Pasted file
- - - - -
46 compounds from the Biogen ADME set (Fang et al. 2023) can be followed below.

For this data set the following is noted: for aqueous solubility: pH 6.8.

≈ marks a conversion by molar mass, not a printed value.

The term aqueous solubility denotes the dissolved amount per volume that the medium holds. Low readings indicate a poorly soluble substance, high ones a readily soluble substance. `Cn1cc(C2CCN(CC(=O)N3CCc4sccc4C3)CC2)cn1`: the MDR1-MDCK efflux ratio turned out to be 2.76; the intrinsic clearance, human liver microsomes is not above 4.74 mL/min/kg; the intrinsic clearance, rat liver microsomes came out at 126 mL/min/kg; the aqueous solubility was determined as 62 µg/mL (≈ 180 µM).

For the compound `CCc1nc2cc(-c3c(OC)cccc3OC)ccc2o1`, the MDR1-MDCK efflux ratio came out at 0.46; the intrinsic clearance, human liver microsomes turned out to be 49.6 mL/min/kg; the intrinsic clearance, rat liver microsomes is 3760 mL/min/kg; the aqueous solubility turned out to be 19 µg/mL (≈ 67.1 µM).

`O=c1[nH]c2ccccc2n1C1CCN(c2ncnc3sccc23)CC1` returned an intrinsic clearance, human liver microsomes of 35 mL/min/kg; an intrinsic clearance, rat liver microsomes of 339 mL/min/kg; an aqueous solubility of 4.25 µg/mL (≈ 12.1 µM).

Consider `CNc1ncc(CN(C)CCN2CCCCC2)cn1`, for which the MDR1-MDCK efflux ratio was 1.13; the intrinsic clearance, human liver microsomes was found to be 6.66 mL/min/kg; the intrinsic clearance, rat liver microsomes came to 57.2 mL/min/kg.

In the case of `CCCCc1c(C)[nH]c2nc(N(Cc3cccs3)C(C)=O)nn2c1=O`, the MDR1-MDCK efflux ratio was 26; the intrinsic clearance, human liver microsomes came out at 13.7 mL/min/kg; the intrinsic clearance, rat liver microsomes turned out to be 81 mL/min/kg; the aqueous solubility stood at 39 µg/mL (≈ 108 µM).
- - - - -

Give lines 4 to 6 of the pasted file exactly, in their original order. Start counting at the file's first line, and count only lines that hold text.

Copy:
The term aqueous solubility denotes the dissolved amount per volume that the medium holds. Low readings indicate a poorly soluble substance, high ones a readily soluble substance. `Cn1cc(C2CCN(CC(=O)N3CCc4sccc4C3)CC2)cn1`: the MDR1-MDCK efflux ratio turned out to be 2.76; the intrinsic clearance, human liver microsomes is not above 4.74 mL/min/kg; the intrinsic clearance, rat liver microsomes came out at 126 mL/min/kg; the aqueous solubility was determined as 62 µg/mL (≈ 180 µM).

For the compound `CCc1nc2cc(-c3c(OC)cccc3OC)ccc2o1`, the MDR1-MDCK efflux ratio came out at 0.46; the intrinsic clearance, human liver microsomes turned out to be 49.6 mL/min/kg; the intrinsic clearance, rat liver microsomes is 3760 mL/min/kg; the aqueous solubility turned out to be 19 µg/mL (≈ 67.1 µM).

`O=c1[nH]c2ccccc2n1C1CCN(c2ncnc3sccc23)CC1` returned an intrinsic clearance, human liver microsomes of 35 mL/min/kg; an intrinsic clearance, rat liver microsomes of 339 mL/min/kg; an aqueous solubility of 4.25 µg/mL (≈ 12.1 µM).